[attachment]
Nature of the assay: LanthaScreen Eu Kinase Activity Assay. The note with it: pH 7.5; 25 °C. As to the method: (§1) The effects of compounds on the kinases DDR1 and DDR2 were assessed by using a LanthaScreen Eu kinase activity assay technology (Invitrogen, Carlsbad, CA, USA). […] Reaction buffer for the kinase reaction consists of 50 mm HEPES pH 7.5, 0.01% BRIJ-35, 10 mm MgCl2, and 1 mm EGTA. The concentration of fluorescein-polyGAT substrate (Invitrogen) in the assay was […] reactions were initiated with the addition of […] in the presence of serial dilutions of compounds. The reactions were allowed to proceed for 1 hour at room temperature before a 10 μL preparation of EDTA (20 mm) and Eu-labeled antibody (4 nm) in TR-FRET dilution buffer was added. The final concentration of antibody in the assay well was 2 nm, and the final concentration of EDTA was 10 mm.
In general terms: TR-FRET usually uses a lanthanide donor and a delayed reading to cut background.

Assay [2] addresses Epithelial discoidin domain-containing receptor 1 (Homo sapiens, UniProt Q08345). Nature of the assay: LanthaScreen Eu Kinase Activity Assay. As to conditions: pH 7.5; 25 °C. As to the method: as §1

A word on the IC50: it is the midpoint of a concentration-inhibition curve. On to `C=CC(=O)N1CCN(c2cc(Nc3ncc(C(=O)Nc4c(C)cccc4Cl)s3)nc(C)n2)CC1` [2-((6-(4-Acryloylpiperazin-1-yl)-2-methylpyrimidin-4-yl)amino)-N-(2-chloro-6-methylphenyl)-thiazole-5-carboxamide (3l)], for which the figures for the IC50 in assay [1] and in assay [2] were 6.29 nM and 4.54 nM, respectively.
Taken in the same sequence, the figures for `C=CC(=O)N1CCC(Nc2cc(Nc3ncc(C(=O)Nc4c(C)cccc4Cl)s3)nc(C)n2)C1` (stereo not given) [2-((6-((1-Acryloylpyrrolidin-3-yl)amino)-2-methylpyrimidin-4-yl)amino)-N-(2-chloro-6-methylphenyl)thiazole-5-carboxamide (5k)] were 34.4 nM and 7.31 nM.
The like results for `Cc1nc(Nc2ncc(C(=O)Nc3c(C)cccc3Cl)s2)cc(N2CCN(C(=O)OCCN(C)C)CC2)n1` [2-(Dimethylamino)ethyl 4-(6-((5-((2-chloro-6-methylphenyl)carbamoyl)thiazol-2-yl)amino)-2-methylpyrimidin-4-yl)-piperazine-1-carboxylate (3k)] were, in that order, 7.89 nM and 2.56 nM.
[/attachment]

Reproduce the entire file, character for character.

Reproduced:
Nature of the assay: LanthaScreen Eu Kinase Activity Assay. The note with it: pH 7.5; 25 °C. As to the method: (§1) The effects of compounds on the kinases DDR1 and DDR2 were assessed by using a LanthaScreen Eu kinase activity assay technology (Invitrogen, Carlsbad, CA, USA). […] Reaction buffer for the kinase reaction consists of 50 mm HEPES pH 7.5, 0.01% BRIJ-35, 10 mm MgCl2, and 1 mm EGTA. The concentration of fluorescein-polyGAT substrate (Invitrogen) in the assay was […] reactions were initiated with the addition of […] in the presence of serial dilutions of compounds. The reactions were allowed to proceed for 1 hour at room temperature before a 10 μL preparation of EDTA (20 mm) and Eu-labeled antibody (4 nm) in TR-FRET dilution buffer was added. The final concentration of antibody in the assay well was 2 nm, and the final concentration of EDTA was 10 mm.
In general terms: TR-FRET usually uses a lanthanide donor and a delayed reading to cut background.

Assay [2] addresses Epithelial discoidin domain-containing receptor 1 (Homo sapiens, UniProt Q08345). Nature of the assay: LanthaScreen Eu Kinase Activity Assay. As to conditions: pH 7.5; 25 °C. As to the method: as §1

A word on the IC50: it is the midpoint of a concentration-inhibition curve. On to `C=CC(=O)N1CCN(c2cc(Nc3ncc(C(=O)Nc4c(C)cccc4Cl)s3)nc(C)n2)CC1` [2-((6-(4-Acryloylpiperazin-1-yl)-2-methylpyrimidin-4-yl)amino)-N-(2-chloro-6-methylphenyl)-thiazole-5-carboxamide (3l)], for which the figures for the IC50 in assay [1] and in assay [2] were 6.29 nM and 4.54 nM, respectively.
Taken in the same sequence, the figures for `C=CC(=O)N1CCC(Nc2cc(Nc3ncc(C(=O)Nc4c(C)cccc4Cl)s3)nc(C)n2)C1` (stereo not given) [2-((6-((1-Acryloylpyrrolidin-3-yl)amino)-2-methylpyrimidin-4-yl)amino)-N-(2-chloro-6-methylphenyl)thiazole-5-carboxamide (5k)] were 34.4 nM and 7.31 nM.
The like results for `Cc1nc(Nc2ncc(C(=O)Nc3c(C)cccc3Cl)s2)cc(N2CCN(C(=O)OCCN(C)C)CC2)n1` [2-(Dimethylamino)ethyl 4-(6-((5-((2-chloro-6-methylphenyl)carbamoyl)thiazol-2-yl)amino)-2-methylpyrimidin-4-yl)-piperazine-1-carboxylate (3k)] were, in that order, 7.89 nM and 2.56 nM.